Obama appoints 4 to debt panel
The Washington Post
WASHINGTON – President Barack Obama on Friday made his final appointments to a bipartisan commission tasked with reining in the nation’s soaring debt, choosing a Republican businessman, a union chief, a longtime Democratic budget guru and the former president of advertising giant Young and Rubicam Brands.
Along with the panel’s co-chairmen, whom Obama named two weeks ago, the appointments fill out the six slots Obama allotted to himself on the 18-member panel. Dubbed the National Commission on Fiscal Responsibility and Reform, the group is under orders to come up with a proposal to balance the nation’s primary budget – outside of interest on the national debt – by 2015. Their recommendations are due Dec. 1, and congressional leaders have pledged to put them to a vote before the end of the year.
Each party in each congressional chamber is also entitled to appoint three members, though Senate Democrats are so far the only ones to act.
Obama’s representatives will include Ann Fudge, who rose to the highest ranks of corporate America, serving as president of Young and Rubicam from 2003 to 2006. Fudge also worked in senior executive positions at General Mills and Kraft, and has served on the boards of the Bill and Melinda Gates Foundation and Boys and Girls Clubs of America.
Obama also appointed David Cote, the chairman of Honeywell International, a Republican who was a staunch supporter of Obama’s push for a big stimulus package last year; Brookings Institution economist Alice Rivlin, the founding director of the Congressional Budget Office, budget director in the Clinton White House and former vice chair of the Federal Reserve; and Andrew Stern, president of the 2.2 million-member Service Employees International Union and a vocal advocate of Obama’s health-care initiative.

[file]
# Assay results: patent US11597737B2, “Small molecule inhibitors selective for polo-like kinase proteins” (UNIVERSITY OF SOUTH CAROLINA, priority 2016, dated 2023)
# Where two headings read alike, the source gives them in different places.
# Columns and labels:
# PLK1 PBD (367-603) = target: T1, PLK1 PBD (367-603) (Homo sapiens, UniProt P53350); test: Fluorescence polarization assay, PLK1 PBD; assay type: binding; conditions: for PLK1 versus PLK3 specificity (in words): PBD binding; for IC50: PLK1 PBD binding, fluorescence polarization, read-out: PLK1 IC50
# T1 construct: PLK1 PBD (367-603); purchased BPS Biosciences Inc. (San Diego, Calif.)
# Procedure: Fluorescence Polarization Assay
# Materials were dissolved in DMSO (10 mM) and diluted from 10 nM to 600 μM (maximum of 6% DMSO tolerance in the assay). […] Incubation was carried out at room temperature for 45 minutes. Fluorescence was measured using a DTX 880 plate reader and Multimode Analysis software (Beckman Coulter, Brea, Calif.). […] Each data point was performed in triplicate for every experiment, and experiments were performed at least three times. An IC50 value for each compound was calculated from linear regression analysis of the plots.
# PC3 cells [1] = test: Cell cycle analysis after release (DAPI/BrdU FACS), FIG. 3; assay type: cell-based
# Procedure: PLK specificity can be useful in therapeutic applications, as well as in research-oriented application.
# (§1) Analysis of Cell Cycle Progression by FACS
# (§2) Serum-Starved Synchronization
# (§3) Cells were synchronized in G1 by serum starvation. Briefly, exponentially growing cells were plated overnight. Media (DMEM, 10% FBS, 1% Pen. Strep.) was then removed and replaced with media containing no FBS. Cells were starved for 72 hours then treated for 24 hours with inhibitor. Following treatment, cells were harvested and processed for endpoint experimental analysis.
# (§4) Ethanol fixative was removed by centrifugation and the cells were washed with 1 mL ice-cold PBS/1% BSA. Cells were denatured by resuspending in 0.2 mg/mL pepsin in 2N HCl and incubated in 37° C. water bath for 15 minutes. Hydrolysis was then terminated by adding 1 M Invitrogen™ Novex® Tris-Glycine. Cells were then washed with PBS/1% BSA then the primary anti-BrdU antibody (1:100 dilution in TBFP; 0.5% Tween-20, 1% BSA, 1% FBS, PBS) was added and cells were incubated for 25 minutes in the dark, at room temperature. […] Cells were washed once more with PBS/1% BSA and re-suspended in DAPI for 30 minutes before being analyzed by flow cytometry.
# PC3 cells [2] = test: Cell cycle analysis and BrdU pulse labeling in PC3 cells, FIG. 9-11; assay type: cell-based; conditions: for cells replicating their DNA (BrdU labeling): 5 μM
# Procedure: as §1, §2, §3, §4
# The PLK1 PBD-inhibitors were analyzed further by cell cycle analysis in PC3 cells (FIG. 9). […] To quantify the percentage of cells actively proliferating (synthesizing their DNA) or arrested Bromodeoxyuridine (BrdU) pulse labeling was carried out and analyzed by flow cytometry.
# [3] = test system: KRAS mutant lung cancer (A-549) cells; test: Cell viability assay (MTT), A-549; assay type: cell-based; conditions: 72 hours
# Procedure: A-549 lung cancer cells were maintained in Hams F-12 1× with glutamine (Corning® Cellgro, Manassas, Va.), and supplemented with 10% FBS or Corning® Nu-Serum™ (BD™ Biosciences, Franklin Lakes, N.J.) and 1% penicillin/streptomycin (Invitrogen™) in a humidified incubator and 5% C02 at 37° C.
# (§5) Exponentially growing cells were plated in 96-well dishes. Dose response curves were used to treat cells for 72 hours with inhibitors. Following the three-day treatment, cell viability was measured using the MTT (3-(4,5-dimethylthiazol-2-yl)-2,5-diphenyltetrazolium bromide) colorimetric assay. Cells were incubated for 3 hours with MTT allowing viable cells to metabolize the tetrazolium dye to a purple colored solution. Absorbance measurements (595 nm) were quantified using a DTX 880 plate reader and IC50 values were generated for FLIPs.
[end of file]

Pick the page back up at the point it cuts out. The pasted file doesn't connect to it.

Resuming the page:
Some Republicans are privately grumbling about Stern’s appointment, saying the presence of a participant in partisan campaign battles could hinder efforts to forge compromise on potentially painful matters such as raising taxes and cutting spending on popular social programs such as Social Security and Medicare.
On Friday, Stern signaled in a statement that he will be a fierce defender of those programs, saying Americans “expect that, in times of need, the critical safety nets that served their grandparents and parents will be secure both for themselves and future generations.”
Still, Obama himself has declared everything “on the table” for the talks, which will focus on reining in annual budget deficits that have soared to their highest levels as a percentage of the economy since World War II.